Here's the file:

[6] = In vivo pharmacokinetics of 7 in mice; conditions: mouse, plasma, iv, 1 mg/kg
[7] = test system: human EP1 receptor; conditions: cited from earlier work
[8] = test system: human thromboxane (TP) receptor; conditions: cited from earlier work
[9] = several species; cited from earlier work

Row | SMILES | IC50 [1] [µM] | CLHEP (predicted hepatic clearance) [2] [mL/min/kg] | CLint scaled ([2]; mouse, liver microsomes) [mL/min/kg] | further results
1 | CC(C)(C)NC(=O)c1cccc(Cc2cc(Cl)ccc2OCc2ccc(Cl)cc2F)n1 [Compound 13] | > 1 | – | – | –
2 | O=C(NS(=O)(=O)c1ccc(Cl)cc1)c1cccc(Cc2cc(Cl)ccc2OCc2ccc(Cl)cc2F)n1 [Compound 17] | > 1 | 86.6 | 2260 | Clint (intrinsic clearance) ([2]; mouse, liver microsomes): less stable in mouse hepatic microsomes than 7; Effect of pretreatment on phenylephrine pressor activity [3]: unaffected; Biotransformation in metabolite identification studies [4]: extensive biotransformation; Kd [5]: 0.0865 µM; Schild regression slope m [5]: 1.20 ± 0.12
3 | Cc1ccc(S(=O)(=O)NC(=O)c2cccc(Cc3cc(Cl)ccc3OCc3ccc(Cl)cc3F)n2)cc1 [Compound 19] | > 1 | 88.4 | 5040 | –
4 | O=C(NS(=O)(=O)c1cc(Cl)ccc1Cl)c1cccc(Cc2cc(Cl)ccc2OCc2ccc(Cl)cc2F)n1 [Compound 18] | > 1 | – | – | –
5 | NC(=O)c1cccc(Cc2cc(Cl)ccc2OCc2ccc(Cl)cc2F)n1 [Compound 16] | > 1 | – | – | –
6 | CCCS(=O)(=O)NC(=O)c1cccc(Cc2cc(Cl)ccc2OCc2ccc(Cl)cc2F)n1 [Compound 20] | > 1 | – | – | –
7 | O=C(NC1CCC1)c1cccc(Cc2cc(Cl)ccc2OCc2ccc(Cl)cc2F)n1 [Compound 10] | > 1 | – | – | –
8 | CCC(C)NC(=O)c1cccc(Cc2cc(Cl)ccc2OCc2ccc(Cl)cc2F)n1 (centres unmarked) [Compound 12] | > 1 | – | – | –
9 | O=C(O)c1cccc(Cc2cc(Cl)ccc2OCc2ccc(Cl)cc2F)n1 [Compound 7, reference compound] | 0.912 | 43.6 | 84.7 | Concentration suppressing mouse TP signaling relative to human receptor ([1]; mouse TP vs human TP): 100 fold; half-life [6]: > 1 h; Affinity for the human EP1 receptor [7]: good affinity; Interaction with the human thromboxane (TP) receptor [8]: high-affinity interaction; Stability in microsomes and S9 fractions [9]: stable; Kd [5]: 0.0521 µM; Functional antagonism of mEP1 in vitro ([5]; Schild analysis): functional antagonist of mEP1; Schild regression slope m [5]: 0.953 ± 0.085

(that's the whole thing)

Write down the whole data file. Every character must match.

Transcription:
[6] = In vivo pharmacokinetics of 7 in mice; conditions: mouse, plasma, iv, 1 mg/kg
[7] = test system: human EP1 receptor; conditions: cited from earlier work
[8] = test system: human thromboxane (TP) receptor; conditions: cited from earlier work
[9] = several species; cited from earlier work

Row | SMILES | IC50 [1] [µM] | CLHEP (predicted hepatic clearance) [2] [mL/min/kg] | CLint scaled ([2]; mouse, liver microsomes) [mL/min/kg] | further results
1 | CC(C)(C)NC(=O)c1cccc(Cc2cc(Cl)ccc2OCc2ccc(Cl)cc2F)n1 [Compound 13] | > 1 | – | – | –
2 | O=C(NS(=O)(=O)c1ccc(Cl)cc1)c1cccc(Cc2cc(Cl)ccc2OCc2ccc(Cl)cc2F)n1 [Compound 17] | > 1 | 86.6 | 2260 | Clint (intrinsic clearance) ([2]; mouse, liver microsomes): less stable in mouse hepatic microsomes than 7; Effect of pretreatment on phenylephrine pressor activity [3]: unaffected; Biotransformation in metabolite identification studies [4]: extensive biotransformation; Kd [5]: 0.0865 µM; Schild regression slope m [5]: 1.20 ± 0.12
3 | Cc1ccc(S(=O)(=O)NC(=O)c2cccc(Cc3cc(Cl)ccc3OCc3ccc(Cl)cc3F)n2)cc1 [Compound 19] | > 1 | 88.4 | 5040 | –
4 | O=C(NS(=O)(=O)c1cc(Cl)ccc1Cl)c1cccc(Cc2cc(Cl)ccc2OCc2ccc(Cl)cc2F)n1 [Compound 18] | > 1 | – | – | –
5 | NC(=O)c1cccc(Cc2cc(Cl)ccc2OCc2ccc(Cl)cc2F)n1 [Compound 16] | > 1 | – | – | –
6 | CCCS(=O)(=O)NC(=O)c1cccc(Cc2cc(Cl)ccc2OCc2ccc(Cl)cc2F)n1 [Compound 20] | > 1 | – | – | –
7 | O=C(NC1CCC1)c1cccc(Cc2cc(Cl)ccc2OCc2ccc(Cl)cc2F)n1 [Compound 10] | > 1 | – | – | –
8 | CCC(C)NC(=O)c1cccc(Cc2cc(Cl)ccc2OCc2ccc(Cl)cc2F)n1 (centres unmarked) [Compound 12] | > 1 | – | – | –
9 | O=C(O)c1cccc(Cc2cc(Cl)ccc2OCc2ccc(Cl)cc2F)n1 [Compound 7, reference compound] | 0.912 | 43.6 | 84.7 | Concentration suppressing mouse TP signaling relative to human receptor ([1]; mouse TP vs human TP): 100 fold; half-life [6]: > 1 h; Affinity for the human EP1 receptor [7]: good affinity; Interaction with the human thromboxane (TP) receptor [8]: high-affinity interaction; Stability in microsomes and S9 fractions [9]: stable; Kd [5]: 0.0521 µM; Functional antagonism of mEP1 in vitro ([5]; Schild analysis): functional antagonist of mEP1; Schild regression slope m [5]: 0.953 ± 0.085